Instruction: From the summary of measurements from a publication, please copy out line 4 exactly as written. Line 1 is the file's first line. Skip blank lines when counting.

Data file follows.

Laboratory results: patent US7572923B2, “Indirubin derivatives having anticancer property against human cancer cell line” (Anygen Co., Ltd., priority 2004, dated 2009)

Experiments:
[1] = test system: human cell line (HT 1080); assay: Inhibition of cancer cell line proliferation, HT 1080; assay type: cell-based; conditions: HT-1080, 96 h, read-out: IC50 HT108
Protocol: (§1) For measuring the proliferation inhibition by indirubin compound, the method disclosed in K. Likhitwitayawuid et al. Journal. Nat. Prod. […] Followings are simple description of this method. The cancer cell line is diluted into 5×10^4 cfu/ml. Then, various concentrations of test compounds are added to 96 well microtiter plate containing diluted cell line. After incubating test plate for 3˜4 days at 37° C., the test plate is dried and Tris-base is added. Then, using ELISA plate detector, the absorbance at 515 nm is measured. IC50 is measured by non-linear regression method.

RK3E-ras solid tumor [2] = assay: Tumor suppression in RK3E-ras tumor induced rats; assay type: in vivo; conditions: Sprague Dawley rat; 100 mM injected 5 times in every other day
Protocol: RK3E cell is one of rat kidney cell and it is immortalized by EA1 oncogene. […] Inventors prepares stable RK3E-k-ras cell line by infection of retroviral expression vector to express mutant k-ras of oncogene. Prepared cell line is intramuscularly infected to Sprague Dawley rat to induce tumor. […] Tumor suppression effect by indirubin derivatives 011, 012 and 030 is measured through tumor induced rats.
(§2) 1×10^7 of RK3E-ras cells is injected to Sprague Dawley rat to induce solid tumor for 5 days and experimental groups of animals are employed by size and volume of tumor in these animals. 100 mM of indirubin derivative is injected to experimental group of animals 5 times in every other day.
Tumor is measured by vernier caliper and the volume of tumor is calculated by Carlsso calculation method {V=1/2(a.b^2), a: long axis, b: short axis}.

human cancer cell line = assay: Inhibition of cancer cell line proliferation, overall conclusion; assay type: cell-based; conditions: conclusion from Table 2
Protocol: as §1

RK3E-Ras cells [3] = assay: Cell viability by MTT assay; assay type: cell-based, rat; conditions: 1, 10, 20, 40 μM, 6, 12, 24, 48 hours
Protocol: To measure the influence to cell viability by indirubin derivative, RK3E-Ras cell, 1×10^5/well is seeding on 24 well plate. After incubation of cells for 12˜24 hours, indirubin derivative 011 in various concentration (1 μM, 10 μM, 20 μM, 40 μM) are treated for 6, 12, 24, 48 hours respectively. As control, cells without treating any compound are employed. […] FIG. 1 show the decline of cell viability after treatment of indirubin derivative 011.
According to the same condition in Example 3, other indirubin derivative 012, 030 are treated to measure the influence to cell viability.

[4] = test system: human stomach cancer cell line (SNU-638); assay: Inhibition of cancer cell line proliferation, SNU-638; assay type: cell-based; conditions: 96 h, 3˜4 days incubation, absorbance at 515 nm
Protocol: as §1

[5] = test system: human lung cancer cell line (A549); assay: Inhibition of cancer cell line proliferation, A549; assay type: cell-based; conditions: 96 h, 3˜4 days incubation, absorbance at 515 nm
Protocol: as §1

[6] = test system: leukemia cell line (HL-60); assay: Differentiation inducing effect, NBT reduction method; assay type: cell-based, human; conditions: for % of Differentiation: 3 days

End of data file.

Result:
Protocol: (§1) For measuring the proliferation inhibition by indirubin compound, the method disclosed in K. Likhitwitayawuid et al. Journal. Nat. Prod. […] Followings are simple description of this method. The cancer cell line is diluted into 5×10^4 cfu/ml. Then, various concentrations of test compounds are added to 96 well microtiter plate containing diluted cell line. After incubating test plate for 3˜4 days at 37° C., the test plate is dried and Tris-base is added. Then, using ELISA plate detector, the absorbance at 515 nm is measured. IC50 is measured by non-linear regression method.